Well gentle readers, I’m not sure what’s better about this picture, but for certain, “Bigger” is represented in red, meaning no SAFER protection for a driver if his car strikes any wall delineated in red, which is about half of the outside and almost all of the inside, excepting a small portion just past turn 2 on the backstretch that just looks out of place. Though I don’t know this to be true, my instinct and common sense both tell me that some unlucky driver must have hit there and NASCAR, or maybe IndyCar, insisted that TMS add a SAFER barrier to that spot.
In a recent conversation about the seemingly ill-fated Jeff Gordon, who has proved over and over again that no spot is crash-proof when a car is out of control, Texas Motor Speedway President, Eddie Gossage, said slightly less than half of the outside wall at TMS has the SAFER barrier on the 1 1/2-mile high-banked track. He also said that Texas hasn't been part of the discussion for more barriers. Well, Mr. Gossage, we are the fans that care, and we are about to make Texas Motor Speedway an integral part of the discussion about SAFER barriers everywhere. Even as I type, your sister SMI track in Bristol Tennessee is adding SAFER to several sections of wall, to be in place before their race, just eight days after your race this weekend. Is the concrete at Texas softer than it is at Bristol? I don’t believe so.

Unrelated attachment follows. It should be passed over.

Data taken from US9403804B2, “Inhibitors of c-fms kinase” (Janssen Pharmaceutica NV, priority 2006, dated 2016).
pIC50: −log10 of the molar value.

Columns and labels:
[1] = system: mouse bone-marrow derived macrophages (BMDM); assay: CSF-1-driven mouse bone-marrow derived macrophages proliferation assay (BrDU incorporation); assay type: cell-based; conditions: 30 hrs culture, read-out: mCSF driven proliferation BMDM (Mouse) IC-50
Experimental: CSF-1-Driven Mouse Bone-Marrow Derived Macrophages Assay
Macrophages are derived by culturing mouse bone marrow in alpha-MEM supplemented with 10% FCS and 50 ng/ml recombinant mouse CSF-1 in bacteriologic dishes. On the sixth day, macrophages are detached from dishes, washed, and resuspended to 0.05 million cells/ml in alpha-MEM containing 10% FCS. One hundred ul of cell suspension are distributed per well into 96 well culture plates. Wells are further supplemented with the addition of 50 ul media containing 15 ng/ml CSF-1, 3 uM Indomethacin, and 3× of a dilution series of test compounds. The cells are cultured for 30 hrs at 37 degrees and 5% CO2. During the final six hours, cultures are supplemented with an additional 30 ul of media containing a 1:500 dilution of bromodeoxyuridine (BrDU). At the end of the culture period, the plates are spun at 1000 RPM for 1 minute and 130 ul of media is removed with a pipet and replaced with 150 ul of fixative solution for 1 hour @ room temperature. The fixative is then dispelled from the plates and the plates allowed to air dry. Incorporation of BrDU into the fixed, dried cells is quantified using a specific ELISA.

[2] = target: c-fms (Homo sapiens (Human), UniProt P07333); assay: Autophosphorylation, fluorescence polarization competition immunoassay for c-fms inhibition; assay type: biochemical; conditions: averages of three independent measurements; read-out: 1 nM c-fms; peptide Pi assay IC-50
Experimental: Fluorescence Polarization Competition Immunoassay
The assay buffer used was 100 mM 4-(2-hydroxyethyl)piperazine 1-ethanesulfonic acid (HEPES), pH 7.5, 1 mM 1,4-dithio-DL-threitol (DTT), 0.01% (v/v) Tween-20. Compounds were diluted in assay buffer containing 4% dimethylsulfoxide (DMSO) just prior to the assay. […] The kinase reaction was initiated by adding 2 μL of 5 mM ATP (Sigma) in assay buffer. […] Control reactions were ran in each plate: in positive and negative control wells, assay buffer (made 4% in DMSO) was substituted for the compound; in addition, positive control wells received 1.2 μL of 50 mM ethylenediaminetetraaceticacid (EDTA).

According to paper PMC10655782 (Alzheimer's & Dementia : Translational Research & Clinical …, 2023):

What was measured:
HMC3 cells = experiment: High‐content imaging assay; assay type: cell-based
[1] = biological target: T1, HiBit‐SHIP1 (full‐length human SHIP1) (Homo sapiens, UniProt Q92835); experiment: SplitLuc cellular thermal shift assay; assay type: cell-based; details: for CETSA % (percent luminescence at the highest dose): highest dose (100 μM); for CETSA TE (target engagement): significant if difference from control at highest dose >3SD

Race fans, here is a look at what SAFER can do. The crash and ensuing barrel rolls I’m about to show you happened at Texas in 2008. Thankfully, the car you will see here hit a SAFER protected wall, and not the unforgiving concrete that waited only a short way down the track. Don’t worry, this driver is racing this weekend, and walked away from this horrendous crash.